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The quantity of the relevant isotopes in the rock will not simply grow without limit with longer and longer exposure to cosmic rays; rather they will tend towards a maximum (a secular equilibrium): the point at which the cosmogenic cosmogenic production of unstable isotopes is equaled by their destruction by decay.In practice, we are not going to be able to tell the difference between a rock which has reached 99.9% of this maximum and one which has reached 99.99%.Until just 20 years ago, when pioneering work in accelerator mass spectrometry (Elmore and Phillips, 1987), cosmogenic isotope systematics (Lal, 1988), and geologic applications (Craig and Poreda, 1986; Kurz, 1986) hit the presses, such conclusions were unreachable because many hypotheses regarding rates and dates of glacial processes were simply unfalsifiable.In two short decades, we have learned so much about when glaciers and ice sheets retreated that it's hard to imagine a world where glacial boulders were not targets for dating.Consequently, the practical limit for the use of cosmogenic surface dating seems to be about 10 million years; after that, one old rock looks much like another.Be production rate is carefully calibrated, for example by correcting for partial attenuation and complete shielding effects.Also, the exposure assumptions must be justified through other means, for example by taking into account clear signs of surface erosion and information consistent with (or suggestive of) 100% shielding prior the exposure event to be dated.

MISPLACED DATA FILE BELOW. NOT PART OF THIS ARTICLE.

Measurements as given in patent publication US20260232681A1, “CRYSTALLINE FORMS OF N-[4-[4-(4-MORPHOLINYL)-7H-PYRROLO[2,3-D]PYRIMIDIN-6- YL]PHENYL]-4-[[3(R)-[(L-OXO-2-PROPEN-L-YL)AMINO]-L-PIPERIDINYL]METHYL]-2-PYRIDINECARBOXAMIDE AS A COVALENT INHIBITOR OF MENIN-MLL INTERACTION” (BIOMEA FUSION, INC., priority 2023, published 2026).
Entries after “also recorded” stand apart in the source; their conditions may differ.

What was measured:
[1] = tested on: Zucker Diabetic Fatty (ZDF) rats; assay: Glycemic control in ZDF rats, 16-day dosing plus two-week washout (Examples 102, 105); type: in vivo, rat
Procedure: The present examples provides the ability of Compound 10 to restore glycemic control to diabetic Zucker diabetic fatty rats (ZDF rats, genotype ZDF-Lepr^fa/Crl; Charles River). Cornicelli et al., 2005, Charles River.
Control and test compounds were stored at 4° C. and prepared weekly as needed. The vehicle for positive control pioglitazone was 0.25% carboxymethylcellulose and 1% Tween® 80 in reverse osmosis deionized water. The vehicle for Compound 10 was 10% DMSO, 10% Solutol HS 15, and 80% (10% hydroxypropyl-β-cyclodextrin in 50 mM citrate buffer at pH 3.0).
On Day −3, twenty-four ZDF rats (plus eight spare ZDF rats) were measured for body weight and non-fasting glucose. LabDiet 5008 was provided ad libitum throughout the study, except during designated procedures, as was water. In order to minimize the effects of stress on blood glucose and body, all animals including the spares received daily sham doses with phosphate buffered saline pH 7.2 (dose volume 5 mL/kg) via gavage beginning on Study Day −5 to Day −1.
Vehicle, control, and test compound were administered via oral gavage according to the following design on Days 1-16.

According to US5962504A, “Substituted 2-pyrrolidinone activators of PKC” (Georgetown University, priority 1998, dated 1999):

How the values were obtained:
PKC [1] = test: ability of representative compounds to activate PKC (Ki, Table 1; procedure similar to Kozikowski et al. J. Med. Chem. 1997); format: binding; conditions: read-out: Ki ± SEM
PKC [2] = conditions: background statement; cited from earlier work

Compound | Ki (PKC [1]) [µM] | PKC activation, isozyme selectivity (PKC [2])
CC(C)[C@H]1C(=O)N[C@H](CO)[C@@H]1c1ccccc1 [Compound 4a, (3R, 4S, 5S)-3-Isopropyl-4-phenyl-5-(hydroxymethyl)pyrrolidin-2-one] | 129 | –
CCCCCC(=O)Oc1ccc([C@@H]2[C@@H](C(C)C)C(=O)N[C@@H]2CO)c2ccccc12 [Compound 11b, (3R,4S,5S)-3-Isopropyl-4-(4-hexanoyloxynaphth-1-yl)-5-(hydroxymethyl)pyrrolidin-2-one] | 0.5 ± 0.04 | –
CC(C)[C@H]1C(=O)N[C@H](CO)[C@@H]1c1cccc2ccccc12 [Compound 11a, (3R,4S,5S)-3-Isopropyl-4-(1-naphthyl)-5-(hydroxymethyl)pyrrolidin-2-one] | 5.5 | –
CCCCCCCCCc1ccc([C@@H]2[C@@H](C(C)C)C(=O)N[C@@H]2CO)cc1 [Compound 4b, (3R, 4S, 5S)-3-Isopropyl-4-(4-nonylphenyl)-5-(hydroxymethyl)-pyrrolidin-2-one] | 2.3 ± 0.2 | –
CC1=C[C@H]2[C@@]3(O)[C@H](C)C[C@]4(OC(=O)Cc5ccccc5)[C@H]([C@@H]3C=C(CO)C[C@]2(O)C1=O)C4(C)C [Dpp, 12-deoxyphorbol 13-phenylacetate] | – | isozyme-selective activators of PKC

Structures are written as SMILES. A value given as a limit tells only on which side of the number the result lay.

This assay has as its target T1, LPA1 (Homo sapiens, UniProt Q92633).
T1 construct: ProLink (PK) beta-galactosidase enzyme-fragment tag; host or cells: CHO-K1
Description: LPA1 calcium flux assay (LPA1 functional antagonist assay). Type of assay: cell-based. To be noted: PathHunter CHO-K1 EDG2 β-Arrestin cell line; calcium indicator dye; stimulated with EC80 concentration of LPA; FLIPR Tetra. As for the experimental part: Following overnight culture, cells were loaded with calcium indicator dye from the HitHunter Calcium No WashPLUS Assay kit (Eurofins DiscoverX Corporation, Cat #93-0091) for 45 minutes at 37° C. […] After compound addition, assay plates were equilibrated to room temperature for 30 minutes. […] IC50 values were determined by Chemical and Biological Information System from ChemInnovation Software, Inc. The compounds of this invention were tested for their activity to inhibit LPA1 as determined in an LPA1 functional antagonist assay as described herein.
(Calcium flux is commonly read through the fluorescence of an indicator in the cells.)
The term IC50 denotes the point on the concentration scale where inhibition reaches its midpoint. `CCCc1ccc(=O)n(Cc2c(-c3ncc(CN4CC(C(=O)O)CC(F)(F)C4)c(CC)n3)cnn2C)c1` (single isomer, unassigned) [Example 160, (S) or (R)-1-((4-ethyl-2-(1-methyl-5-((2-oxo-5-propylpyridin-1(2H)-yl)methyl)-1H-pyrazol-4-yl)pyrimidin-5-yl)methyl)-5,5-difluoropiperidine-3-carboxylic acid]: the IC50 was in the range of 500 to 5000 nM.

They used protruding mountains as chronometric dipsticks (e.g., Stone et al., 2003), analyzing the Al content of submeter erratics left behind as the East Antarctic Ice Sheet lowered.
The basic principle is that these radionuclides are produced at a known rate, and also decay at a known rate.
Accordingly, by measuring the concentration of these cosmogenic nuclides in a rock sample, and accounting for the flux of the cosmic rays and the half-life of the nuclide, it is possible to estimate how long the sample has been exposed to cosmic rays.
In the article on radiocarbon dating we have already introduced one cosmogenic isotope, Si and which has a half-life of 717,000 years.
Because the isotopes we're using have a short half-life, it follows that if a rock has been buried for a few million years the quantities of these isotopes will be negligible.
Although dating with this method is expensive and the entire process takes a long time, TCN dating has the advantage that the dateable material is produced by the rockslide event itself by exposing fresh material surfaces to the cosmic rays.